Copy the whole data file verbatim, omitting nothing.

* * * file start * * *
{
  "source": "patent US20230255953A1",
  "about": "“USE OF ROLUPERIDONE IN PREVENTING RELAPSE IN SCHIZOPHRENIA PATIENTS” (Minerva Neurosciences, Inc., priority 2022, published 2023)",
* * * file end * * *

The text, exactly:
{
  "source": "patent US20230255953A1",
  "about": "“USE OF ROLUPERIDONE IN PREVENTING RELAPSE IN SCHIZOPHRENIA PATIENTS” (Minerva Neurosciences, Inc., priority 2022, published 2023)",